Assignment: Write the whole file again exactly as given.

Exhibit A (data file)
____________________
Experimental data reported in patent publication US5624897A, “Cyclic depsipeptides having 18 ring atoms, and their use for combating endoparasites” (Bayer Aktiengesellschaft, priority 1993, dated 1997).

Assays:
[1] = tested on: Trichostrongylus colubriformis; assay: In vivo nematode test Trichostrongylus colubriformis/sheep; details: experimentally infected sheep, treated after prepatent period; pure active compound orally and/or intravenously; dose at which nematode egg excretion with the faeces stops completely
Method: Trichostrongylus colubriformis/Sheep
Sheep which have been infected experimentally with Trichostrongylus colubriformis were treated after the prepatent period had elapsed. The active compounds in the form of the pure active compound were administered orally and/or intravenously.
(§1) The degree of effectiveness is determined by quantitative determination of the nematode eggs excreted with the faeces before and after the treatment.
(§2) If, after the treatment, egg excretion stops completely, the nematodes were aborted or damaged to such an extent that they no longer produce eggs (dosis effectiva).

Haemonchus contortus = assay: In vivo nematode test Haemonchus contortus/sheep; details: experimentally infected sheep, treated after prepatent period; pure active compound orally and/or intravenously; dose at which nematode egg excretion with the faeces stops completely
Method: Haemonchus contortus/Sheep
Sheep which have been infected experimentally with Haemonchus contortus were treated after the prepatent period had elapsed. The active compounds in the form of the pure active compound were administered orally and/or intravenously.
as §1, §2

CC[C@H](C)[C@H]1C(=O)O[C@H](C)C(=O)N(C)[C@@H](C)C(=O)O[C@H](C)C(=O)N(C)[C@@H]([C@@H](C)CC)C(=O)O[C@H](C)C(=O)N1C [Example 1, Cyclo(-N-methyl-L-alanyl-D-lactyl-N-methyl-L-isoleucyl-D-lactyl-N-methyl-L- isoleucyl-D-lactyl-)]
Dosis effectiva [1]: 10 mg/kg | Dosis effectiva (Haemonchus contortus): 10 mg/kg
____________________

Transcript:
Experimental data reported in patent publication US5624897A, “Cyclic depsipeptides having 18 ring atoms, and their use for combating endoparasites” (Bayer Aktiengesellschaft, priority 1993, dated 1997).

Assays:
[1] = tested on: Trichostrongylus colubriformis; assay: In vivo nematode test Trichostrongylus colubriformis/sheep; details: experimentally infected sheep, treated after prepatent period; pure active compound orally and/or intravenously; dose at which nematode egg excretion with the faeces stops completely
Method: Trichostrongylus colubriformis/Sheep
Sheep which have been infected experimentally with Trichostrongylus colubriformis were treated after the prepatent period had elapsed. The active compounds in the form of the pure active compound were administered orally and/or intravenously.
(§1) The degree of effectiveness is determined by quantitative determination of the nematode eggs excreted with the faeces before and after the treatment.
(§2) If, after the treatment, egg excretion stops completely, the nematodes were aborted or damaged to such an extent that they no longer produce eggs (dosis effectiva).

Haemonchus contortus = assay: In vivo nematode test Haemonchus contortus/sheep; details: experimentally infected sheep, treated after prepatent period; pure active compound orally and/or intravenously; dose at which nematode egg excretion with the faeces stops completely
Method: Haemonchus contortus/Sheep
Sheep which have been infected experimentally with Haemonchus contortus were treated after the prepatent period had elapsed. The active compounds in the form of the pure active compound were administered orally and/or intravenously.
as §1, §2

CC[C@H](C)[C@H]1C(=O)O[C@H](C)C(=O)N(C)[C@@H](C)C(=O)O[C@H](C)C(=O)N(C)[C@@H]([C@@H](C)CC)C(=O)O[C@H](C)C(=O)N1C [Example 1, Cyclo(-N-methyl-L-alanyl-D-lactyl-N-methyl-L-isoleucyl-D-lactyl-N-methyl-L- isoleucyl-D-lactyl-)]
Dosis effectiva [1]: 10 mg/kg | Dosis effectiva (Haemonchus contortus): 10 mg/kg